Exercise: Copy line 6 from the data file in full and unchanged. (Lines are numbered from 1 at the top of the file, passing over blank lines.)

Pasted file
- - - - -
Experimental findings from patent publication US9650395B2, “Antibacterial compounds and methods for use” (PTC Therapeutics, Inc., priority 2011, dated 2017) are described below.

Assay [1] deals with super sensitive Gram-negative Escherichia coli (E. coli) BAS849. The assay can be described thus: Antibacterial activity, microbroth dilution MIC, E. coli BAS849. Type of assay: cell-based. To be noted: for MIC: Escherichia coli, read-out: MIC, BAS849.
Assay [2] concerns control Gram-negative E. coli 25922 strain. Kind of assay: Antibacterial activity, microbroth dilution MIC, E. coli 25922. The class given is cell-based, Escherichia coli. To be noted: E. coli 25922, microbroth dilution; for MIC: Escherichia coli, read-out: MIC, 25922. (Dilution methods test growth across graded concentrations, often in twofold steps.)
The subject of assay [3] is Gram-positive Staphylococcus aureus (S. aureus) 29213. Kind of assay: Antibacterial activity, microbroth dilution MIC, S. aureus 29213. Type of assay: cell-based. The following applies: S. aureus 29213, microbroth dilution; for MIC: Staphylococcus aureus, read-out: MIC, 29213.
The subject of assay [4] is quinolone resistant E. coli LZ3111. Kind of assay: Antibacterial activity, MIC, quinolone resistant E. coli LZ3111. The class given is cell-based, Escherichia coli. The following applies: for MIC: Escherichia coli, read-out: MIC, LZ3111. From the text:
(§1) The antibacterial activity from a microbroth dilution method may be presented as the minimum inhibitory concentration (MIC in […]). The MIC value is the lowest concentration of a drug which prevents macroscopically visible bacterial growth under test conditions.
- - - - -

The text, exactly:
(§1) The antibacterial activity from a microbroth dilution method may be presented as the minimum inhibitory concentration (MIC in […]). The MIC value is the lowest concentration of a drug which prevents macroscopically visible bacterial growth under test conditions.